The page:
Related Sector: Health & Social Care

As many local authorities face bankruptcy there is an ongoing debate as to which particular groups are suffering the most as a result. Sadly, current surveys and  statistics confirm that it is our older children in care aged 16 and 17 who are suffering significant harm as a result.

In an earlier article:

Children in care: The crisis of unregistered placements

I made reference to Care Planning, Placement & Case Review (England) (Amendments) Regulations 2021 which made it illegal to place children under 16 in independent or semi-independent settings. I expressed concern that because it only applied to children under 16 it would leave 16 and 17 year olds in care, to fend entirely for themselves.

These vulnerable children are being placed in many different types of accommodation, all of which are unsuitable to meet their considerable complex needs.

Whilst referencing placement on canal boats, in caravans and air B&B’s in my previous article I am now referring to the unsuitability of placing these children in low budget hotels with no professional supervision or oversight. As a result of these inappropriate placements, children are suffering significant harm by exploitation, isolation, desperation and grooming by criminal gangs. I would entirely endorse Anne Longfield’s quote  ‘We are serving up these vulnerable kids on a conveyor belt to those that want to exploit them”.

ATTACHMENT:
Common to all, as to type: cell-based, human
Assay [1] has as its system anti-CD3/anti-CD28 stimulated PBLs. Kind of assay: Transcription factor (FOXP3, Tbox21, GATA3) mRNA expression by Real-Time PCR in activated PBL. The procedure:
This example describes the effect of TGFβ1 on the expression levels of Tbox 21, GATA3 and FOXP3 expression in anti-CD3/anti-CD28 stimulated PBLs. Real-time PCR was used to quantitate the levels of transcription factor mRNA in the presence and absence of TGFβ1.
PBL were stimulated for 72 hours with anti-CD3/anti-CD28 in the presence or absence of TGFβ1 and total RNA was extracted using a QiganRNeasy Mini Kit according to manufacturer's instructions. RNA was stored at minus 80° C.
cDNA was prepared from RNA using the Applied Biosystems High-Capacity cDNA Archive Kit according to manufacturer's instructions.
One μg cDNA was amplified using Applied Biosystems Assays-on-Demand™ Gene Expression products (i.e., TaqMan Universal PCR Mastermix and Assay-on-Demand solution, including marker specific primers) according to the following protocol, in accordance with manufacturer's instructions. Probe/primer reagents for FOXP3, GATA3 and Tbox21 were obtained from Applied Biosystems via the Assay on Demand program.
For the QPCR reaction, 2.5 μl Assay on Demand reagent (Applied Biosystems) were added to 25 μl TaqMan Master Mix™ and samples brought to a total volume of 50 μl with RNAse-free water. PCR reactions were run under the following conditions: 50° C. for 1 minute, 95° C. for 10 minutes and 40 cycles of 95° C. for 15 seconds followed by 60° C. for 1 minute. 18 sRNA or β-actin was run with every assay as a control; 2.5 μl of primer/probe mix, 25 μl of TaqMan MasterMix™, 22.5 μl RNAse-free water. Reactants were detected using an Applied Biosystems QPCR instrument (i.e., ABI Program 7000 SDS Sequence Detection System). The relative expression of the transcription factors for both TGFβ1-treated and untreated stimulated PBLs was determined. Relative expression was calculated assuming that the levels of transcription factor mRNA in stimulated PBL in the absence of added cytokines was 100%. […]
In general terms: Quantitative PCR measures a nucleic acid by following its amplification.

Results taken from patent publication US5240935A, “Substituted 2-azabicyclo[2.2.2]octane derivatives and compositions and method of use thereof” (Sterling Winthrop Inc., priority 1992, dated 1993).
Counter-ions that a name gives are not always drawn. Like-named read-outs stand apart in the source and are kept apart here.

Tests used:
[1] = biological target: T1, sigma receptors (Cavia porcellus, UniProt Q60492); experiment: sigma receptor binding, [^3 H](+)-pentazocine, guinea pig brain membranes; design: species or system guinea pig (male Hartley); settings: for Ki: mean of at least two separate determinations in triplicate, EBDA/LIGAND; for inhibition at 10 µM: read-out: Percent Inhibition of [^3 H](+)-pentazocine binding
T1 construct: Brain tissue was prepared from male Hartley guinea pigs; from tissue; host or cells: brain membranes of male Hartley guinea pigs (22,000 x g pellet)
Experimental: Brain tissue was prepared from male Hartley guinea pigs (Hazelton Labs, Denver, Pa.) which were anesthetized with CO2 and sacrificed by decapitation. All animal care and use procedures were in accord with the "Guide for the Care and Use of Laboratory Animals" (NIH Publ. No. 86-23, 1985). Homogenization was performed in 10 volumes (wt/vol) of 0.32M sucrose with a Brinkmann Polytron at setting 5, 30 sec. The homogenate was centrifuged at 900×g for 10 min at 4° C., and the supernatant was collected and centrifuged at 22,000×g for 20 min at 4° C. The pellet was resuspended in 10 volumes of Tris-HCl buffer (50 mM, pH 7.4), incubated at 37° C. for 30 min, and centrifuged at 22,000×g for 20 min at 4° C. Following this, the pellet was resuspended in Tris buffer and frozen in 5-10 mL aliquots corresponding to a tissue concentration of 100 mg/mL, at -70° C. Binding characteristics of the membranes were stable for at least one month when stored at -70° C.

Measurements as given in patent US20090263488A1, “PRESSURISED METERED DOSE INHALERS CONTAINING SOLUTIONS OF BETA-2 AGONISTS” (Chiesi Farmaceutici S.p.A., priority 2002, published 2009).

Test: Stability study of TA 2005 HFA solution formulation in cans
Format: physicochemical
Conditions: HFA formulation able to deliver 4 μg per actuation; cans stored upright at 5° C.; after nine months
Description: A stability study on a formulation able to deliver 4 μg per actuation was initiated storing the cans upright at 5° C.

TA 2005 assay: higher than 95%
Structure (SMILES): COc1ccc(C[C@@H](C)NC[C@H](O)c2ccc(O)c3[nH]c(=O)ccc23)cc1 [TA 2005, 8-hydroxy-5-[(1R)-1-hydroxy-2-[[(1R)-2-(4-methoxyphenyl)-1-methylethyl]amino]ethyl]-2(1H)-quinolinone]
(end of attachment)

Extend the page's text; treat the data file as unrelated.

Whilst it is acknowledged that there are more children coming into care and there is a national shortage of children’s homes, this crisis is not helped by the fact that most children’s homes are now owned by private equity companies, with costs amounting to  £10,000 a week, per child This crisis needs to be addressed.  A cap should be placed on the cost of care of unregulated children’s homes and provision has to be addressed by both regulation and legislation to provide these children with more suitable accommodation and care.

Many of these placements could be more harmful than allowing a child to remain at home and managing the risks with the family.

How do these current arrangements even begin to constitute adequate care and protection? In addition, how do they prepare these children with the appropriate support, to leave care and transition successfully to adulthood and independence? Sadly, they do not. These children should be renamed ‘children without care’ rather than ‘children in care’.

Historically, 16 and 17 year olds have always been the forgotten group - now they have become the forgotten and most vulnerable group.

Sadly the current buzz words in social care such as ‘outcome focussed’, ‘professional kindness’, ‘being accountable’, ‘offer protection’ are clearly not present for this group.

Whilst the government has made it lawful for local authorities to place 16 and 17 year olds in these hotels, immediate steps could and should be taken by central government, local government and Ofsted to hold local authorities to account for the lack of the quality of care and accommodation they are providing to 16 and 17 years old.

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